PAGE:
Note that there is a sibling selector – E~F – in CSS3 that is supported by IE7 and IE8, but not IE6


Attribute Selector: Matches if the element matched has the attribute: input[type] {}.

The exception to the support is that the browsers won’t match the element that has the attribute if the attribute value is empty


Attribute Selector: Matches if the element matched has the attribute: input[type=checkbox] {}.


Attribute Selector: Matches if the element matched has the value of the attribute value: a[rel~=nofollow] {} should match <a href="..." rel="noindex nofollow">.


Attribute Selector: Matches if the element matched has the attribute with the value has atleast the val as part of the value: div[lang|=en] should match <div lang="en-us">

E :first-child

The CSS selector should match the inner div element, because it is the first child of the outer div element Comments are not elements, so they should not be considered when determining the first child.


Non visited link (non included above with pseudo classes since only links can be links)


Visited link (not included above with pseudo classes since only links can be visited)


Matches element of type E if it is in (human) language c (the document language specifies how language is determined).


First letter pseudo-element: Matches the first letter of the element E.


First-line pseudo-element: Applicable to block-level elements, inline-block, table-caption or a table-cell, targets the contents of the first formatted line of a element.

Note that Opera 9.6, Firefox and Safari all support all of the above CSS selectors.

Full Support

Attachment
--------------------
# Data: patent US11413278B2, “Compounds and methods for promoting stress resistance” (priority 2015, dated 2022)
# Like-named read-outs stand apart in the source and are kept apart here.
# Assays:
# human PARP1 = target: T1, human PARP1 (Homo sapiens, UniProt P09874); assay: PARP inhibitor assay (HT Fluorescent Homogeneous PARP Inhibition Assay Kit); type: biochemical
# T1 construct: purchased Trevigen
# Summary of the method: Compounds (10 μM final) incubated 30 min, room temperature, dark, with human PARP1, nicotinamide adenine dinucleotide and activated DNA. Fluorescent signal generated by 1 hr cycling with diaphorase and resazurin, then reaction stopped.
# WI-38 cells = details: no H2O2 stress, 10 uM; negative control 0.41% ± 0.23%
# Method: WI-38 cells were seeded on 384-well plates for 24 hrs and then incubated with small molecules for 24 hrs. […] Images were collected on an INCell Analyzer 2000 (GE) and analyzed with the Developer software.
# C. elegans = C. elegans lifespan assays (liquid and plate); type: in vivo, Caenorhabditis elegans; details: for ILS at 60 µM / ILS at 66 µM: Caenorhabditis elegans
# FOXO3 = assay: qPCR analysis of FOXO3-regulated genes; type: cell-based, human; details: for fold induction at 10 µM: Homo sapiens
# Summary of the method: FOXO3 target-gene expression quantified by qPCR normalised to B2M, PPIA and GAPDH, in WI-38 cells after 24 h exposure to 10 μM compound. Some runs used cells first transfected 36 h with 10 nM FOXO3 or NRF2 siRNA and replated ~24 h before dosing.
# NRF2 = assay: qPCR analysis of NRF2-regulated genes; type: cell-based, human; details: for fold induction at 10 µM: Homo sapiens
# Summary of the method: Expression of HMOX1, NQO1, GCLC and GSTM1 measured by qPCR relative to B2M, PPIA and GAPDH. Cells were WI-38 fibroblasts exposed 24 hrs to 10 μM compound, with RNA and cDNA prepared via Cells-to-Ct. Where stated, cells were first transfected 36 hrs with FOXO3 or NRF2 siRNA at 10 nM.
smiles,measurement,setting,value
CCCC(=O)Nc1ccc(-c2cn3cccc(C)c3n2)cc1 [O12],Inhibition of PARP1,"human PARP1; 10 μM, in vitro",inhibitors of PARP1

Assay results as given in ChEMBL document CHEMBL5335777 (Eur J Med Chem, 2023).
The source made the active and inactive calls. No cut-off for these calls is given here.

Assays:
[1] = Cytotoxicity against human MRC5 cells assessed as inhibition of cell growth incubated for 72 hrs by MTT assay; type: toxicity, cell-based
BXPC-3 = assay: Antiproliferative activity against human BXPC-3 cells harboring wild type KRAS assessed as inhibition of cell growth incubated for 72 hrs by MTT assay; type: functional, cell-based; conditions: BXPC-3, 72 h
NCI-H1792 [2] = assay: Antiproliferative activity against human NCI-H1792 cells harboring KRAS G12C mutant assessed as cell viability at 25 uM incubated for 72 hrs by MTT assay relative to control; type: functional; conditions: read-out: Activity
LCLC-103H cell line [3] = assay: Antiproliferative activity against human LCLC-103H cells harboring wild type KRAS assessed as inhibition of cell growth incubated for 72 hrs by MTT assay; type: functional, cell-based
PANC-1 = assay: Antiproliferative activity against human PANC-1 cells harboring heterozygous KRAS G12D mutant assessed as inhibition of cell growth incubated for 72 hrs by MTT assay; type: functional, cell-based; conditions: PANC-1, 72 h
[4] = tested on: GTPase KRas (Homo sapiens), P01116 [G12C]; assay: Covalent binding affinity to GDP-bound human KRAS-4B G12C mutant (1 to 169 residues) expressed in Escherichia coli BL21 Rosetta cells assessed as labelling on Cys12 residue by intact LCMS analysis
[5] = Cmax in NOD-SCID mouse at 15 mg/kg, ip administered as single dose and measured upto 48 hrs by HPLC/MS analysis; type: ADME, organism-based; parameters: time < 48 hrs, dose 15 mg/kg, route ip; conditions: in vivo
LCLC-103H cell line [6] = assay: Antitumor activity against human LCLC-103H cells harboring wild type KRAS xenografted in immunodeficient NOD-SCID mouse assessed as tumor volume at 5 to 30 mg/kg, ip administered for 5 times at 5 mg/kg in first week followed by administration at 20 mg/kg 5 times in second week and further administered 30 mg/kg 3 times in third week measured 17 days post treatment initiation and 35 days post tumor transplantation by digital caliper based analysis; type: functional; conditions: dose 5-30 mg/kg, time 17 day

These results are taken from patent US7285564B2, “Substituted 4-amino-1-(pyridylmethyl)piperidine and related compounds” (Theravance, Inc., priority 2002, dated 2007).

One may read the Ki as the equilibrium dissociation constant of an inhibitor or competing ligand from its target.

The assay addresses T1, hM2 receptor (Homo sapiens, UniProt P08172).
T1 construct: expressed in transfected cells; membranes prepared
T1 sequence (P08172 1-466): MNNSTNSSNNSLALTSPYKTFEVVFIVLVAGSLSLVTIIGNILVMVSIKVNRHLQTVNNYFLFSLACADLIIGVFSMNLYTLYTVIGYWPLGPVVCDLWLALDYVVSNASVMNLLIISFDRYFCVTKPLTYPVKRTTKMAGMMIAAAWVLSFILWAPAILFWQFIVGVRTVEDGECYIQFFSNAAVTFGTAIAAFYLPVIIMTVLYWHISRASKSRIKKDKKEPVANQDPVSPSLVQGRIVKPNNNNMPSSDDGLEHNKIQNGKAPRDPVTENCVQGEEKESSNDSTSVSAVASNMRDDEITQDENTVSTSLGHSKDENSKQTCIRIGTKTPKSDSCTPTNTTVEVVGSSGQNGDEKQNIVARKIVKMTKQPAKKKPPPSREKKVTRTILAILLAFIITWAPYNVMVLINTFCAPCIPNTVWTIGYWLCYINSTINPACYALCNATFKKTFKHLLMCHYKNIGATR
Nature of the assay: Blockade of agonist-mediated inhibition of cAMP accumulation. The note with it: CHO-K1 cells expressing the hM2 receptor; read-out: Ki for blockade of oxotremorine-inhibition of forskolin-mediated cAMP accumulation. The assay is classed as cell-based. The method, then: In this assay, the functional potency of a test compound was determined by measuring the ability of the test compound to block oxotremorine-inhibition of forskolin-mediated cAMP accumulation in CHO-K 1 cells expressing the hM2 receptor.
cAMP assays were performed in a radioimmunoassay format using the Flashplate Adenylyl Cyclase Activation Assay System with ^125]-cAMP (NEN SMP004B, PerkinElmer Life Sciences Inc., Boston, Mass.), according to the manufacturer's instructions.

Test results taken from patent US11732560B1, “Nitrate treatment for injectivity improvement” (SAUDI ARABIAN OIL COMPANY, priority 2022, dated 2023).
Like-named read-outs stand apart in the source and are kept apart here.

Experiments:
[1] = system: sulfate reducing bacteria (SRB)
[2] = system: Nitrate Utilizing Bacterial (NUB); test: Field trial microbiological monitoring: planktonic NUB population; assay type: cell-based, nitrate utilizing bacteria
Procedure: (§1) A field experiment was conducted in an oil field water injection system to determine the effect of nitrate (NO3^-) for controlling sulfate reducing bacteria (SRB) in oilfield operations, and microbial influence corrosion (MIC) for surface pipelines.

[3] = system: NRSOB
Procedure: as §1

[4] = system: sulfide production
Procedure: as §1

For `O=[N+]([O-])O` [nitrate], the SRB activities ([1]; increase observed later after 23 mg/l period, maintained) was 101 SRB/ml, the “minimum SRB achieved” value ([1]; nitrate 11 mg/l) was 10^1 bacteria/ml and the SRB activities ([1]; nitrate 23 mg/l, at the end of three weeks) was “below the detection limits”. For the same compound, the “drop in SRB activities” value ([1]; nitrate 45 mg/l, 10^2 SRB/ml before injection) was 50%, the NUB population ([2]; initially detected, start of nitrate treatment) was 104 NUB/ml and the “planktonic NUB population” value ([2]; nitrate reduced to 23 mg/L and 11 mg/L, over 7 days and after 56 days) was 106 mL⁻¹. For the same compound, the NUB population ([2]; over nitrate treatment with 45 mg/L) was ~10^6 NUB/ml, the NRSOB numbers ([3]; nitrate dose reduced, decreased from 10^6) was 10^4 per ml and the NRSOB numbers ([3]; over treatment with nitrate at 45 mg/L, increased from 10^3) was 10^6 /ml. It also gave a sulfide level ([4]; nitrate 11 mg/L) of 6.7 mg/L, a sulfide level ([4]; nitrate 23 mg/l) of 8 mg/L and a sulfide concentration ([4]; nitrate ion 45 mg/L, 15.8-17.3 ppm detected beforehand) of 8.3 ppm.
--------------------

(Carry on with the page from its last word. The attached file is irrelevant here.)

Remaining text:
Χ No Support
Δ Some support, but not full support

IE support of :hover pseudoclass

The :hover pseudo-class enables you to alter the presentation of an element when the user mouses over the element. For example, similar to Excel, you can change the color of a table row when the user mouses over a table rows using only CSS. IE6 and IE7, only support the :hover pseudoclass on links (the <a> tag) and some form elements. One very popular use of the hovering is drop down menus. In the past, because of IE6 and IE7, javascript had to be added to make sub-navigation appear on hover in those browsers. IE8, like all other standards compliant browsers, now supports the :hover pseudoclass on all displayed elements.

IE support of :before and :after pseudo-elements

The :before and :after pseudo elements enable you to add content before and/or after specified elements. For example, you can add special characters in front of list items, thereby not limiting yourself to the limited number of default list-style-types. IE6 and IE7 have no support for these pseudo-elements. IE8, however, has fully compliant support for these pseudo-elements. In fact, IE8 has better support for the content property of these pseudo elements than any other browser: better support even than Firefox.

Using differences in CSS selctor support to target browsers

Users of Community MX are encouraged to use conditional comments to target different versions of Internet Explorer. You can also use CSS selectors to target specific browsers. IE6 and IE7 have limited support for CSS 2.1 selectors. IE8 supports all of CSS 2.1 selectors, but very limited support fo CSS 3 selectors. On the other hand, all other non-IE grade-A browsers have support of several CSS 3 selectors. You can use these difference to your advantage to target specific browsers. In the last section, we provided one hack:

p.myclass {
color: green; /* all browsers */
body:first-child p.myclass { /* IE8 and all CSS 2.1 compliant browsers */
color: blue;
} body:last-child p.myclass { /* CSS 3 supportive browsers */
color: red;

This IE8 CSS filter targets all browsers with a regular element.className selector to target all paragraphs with the myClass class. It then targets all CSS2 compliant browsers with the CSS2.1 pseudo-class. It then filters out IE8 but using CSS3 to target all modern, non-IE browsers. It’s best not to use it, but it is important to understand how CSS can be used to filter browsers so you can follow other people’s code.

Up Next

In this section of IE8: the good, the bad, the ugly (and pretty), we’ve covered IE Support for CSS selectors. In the next section wel will look at IE’s support of CSS 2.1 properties and values of interest.